In the baroque Palazzo Pamphilj, situated directly on Piazza Navona, the Holy Deer San Lorenzo City Lodge epitomizes the richness of Roman history. This residence was built by Pope Innocent X in the seventeenth century as a symbol of his family’s power. The luxurious 350-m2 space is graced by stunning baroque frescoes, mixing heritage with modernity, and creating a dream of timelessness, beauty, and perfection.

Palazzo Pamphilj
Porcelain Wall Sculpture Piazza Navona

An Extravagant Decor

The Lignage porcelain wall art by Alice Riehl is installed in one of the two bedrooms of the apartment. The muted grey tones of the walls lend a sense of calm to the ambiance, steadying the soaring heights, which range up to five meters, and parrying with the optical effects of the frescoes that further accentuate the scale. The dialog between the mural installation and the ceiling’s baroque frescoes creates a space of rare beauty and intimacy.


The Lignage wall art echoes with the ambiguous and romantic history of Pope Innocent X’s family. Built in the seventeenth century as a symbol of his family’s power, the Palazzo was also the theater of an intriguing story of the forbidden love between the pope and his sister-in-law, Olimpia Pamphilj. The Lignage wall art is all about the representation of a family and its bonds through the form of the genealogical tree. The characteristics such as the number of members, their place and position are usually depicted by the branches forming the general structure of the tree. The balance or unbalance, density or lightness of the branches tells a lot about the pictured family, and the story can begin. In the Lignage mural, the branches become tortuous body-shaped lianas interacting with one another with different situations and levels of tensions, illustrating relatives interplaying. A luxuriant foliage, and a sparkling blossoming arise from this peculiar trunk of blood ties.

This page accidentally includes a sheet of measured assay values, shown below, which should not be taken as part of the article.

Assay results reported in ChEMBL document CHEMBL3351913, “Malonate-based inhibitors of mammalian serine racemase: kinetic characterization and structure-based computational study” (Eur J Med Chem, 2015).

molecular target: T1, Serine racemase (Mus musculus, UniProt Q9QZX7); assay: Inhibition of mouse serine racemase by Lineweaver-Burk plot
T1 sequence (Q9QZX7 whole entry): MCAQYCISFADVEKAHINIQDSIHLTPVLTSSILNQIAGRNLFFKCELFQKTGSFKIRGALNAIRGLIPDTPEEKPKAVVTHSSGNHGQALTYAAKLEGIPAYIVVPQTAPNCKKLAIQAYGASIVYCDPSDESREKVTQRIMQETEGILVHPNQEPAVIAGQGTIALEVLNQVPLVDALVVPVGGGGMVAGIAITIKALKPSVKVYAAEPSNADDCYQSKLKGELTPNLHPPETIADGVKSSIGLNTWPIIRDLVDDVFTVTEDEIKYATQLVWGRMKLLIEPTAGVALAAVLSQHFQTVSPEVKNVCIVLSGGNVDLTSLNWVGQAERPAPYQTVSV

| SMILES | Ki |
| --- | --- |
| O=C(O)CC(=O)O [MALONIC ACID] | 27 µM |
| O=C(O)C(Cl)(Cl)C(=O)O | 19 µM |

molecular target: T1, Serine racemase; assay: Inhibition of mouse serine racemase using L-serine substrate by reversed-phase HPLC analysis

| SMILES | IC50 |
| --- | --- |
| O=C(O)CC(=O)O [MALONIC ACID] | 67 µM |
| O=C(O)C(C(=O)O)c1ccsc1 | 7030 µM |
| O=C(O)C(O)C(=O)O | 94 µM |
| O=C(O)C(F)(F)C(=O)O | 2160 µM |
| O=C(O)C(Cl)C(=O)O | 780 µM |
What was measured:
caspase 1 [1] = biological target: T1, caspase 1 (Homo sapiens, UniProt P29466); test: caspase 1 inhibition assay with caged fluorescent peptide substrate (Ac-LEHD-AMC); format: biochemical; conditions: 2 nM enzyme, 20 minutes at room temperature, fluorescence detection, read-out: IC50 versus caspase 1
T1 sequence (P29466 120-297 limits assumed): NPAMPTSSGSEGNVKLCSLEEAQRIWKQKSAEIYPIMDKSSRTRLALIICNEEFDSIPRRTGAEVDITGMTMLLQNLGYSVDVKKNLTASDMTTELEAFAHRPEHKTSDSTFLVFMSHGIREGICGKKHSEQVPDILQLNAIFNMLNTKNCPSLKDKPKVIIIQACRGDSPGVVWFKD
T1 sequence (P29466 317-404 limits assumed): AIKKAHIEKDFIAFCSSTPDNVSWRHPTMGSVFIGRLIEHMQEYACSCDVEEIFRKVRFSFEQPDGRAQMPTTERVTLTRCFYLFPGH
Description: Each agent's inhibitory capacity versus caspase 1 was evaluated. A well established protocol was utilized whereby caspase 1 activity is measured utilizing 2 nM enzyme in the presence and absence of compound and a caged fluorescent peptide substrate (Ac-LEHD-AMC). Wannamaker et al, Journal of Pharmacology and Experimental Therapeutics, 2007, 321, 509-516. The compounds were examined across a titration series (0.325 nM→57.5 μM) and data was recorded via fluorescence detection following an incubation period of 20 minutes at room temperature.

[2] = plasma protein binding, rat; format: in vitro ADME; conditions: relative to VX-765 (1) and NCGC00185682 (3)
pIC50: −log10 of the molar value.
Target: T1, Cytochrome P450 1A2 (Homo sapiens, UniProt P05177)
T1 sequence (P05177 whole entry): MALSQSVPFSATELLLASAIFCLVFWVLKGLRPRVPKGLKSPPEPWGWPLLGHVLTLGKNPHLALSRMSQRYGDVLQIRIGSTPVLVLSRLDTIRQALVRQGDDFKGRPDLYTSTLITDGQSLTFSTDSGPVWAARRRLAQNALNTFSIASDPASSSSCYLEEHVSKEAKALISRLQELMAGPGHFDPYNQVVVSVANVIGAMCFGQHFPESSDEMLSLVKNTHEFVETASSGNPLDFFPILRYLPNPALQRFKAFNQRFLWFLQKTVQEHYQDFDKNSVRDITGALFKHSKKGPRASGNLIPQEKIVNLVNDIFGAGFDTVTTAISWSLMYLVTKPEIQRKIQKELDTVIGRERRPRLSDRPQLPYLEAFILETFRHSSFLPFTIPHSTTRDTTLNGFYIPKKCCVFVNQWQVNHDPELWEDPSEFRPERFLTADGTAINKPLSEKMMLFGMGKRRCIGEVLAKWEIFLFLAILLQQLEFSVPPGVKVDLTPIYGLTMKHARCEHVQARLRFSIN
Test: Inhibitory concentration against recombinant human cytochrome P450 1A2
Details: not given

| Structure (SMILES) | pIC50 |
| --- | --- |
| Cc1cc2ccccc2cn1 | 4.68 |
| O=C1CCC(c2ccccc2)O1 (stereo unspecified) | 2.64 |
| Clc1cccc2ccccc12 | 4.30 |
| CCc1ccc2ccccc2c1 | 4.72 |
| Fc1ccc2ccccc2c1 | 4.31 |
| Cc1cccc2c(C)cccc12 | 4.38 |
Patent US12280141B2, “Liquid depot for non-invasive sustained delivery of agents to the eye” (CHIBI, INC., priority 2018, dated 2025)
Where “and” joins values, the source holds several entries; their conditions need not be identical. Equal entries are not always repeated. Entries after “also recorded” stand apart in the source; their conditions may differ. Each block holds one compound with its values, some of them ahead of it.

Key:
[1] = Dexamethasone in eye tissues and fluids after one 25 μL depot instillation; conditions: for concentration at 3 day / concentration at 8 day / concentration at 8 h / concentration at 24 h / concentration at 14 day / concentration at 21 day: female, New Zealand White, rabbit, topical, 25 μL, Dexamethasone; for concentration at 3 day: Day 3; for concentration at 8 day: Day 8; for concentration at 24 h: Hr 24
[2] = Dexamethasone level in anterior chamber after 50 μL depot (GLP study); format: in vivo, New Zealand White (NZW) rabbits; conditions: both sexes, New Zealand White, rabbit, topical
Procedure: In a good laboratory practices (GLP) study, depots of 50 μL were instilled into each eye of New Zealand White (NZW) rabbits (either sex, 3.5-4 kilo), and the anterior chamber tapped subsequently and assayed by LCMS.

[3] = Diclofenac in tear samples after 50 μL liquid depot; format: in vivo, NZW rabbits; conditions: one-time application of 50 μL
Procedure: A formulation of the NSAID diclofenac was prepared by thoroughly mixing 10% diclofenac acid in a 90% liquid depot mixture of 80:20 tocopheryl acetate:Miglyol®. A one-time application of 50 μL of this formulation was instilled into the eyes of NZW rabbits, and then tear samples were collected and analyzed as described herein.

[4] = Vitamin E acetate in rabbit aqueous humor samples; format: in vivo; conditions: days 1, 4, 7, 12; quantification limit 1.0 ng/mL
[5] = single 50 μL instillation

Porcelain Wall Sculpture in Palazzo Pamphilj